Review: Afloat or not?

by Paulina P.

If you want to be surprised by The Seafarer do yourself a favor and don’t read the program, everything you could possibly want to know about the plot, inspiration, and just general background of it is in that little program, so truly, don’t. It oversimplifies and over accents key elements of the story detracting from the enjoyment of the performance. It makes the audience think a little too much about what it means and instead of letting them laugh. Conor McPherson’s work is pushed beyond its limits and made to feel more serious than it is performed.

However, most people do not go and see plays for the program alone so let's talk about the performance shall we? It's Christmas in Ireland and something interesting is stirring about. Well more like a couple of hung-over middle-aged men are waking up after a very fun night. These are the three main cogs in this play wheel: Sharkey, the protagonist; Rich, ornery and Sharkey’s elder brother, and Ivan an old friend of the two. These three are at once conflict, character, and resolution. They create problems for each other but are also the only ones who can truly help each other out when worse comes to worse.

They have known each other for the longest time and each have something deep within them that may or may not be sinister. However, at this moment Sharkey has agreed to give up drinking, hoping that if he can at least make it through Christmas he will be able to quit for good. Unfortunately, Sharkey’s ex has a new boyfriend who’s not only driving Sharkey’s car but has brought a mysterious guest to drink and play cards with the group. The rest is for you to find out.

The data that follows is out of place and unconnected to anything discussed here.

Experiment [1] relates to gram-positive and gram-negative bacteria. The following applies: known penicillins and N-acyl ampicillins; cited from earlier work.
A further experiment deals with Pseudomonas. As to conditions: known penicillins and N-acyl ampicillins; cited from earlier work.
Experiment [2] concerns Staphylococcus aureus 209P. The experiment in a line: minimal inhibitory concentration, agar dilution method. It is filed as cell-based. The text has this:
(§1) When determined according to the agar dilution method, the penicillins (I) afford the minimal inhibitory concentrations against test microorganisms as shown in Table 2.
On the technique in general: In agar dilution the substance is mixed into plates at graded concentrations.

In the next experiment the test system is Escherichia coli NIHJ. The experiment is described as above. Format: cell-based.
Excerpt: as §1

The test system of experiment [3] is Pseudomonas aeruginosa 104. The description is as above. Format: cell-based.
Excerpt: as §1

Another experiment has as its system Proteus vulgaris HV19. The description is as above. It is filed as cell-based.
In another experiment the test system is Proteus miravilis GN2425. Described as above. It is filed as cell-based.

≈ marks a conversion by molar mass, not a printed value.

Even though I was not particularly impressed by the story itself this performance gives the audience a bit of heart. Each character in the group has some kind of obsession and attachment to alcohol but it doesn’t stop them from being who they are. It allows the story to bet at once humorous and serious because while one is laughing at the slapstick of the two older men, Rich and Ivan, one is meant to question their incessant need for their liquor. Their mannerisms are hilarious but their quest is not. That dualism pervades this performance and makes the audience think every time that happens.

That strength in their performance is made very clear because of some very specific character choices. Throwing things across the room or attempting to carry too many beer cans across the room helps to show the world that they live in, one of reaction and of omnipresent alcohol. Though one may assume that their world is that way just because it's Ireland, it is made clear that it could be almost anywhere. Besides their accents and slang terms, the problems presented in McPherson’s play are those present it all kinds of societies and households.

The Seafarer is playing now until March 28th, 2009 at the Seattle Repertory in the Bagley Wright theatre. It’s a little funny, a little serious, and a lot to take in from only five guys.

More info and show times:

Seattle Rep’s Ticket Office: 206-443-2222
Ticket Office Hours: Daily, noon – performance time

Seattle Rep is located at 155 Mercer Street, on the North edge of Seattle Center. It is served by buses 1,2,3,4,13,15,16,18,45, 74 and 85. For bus times:

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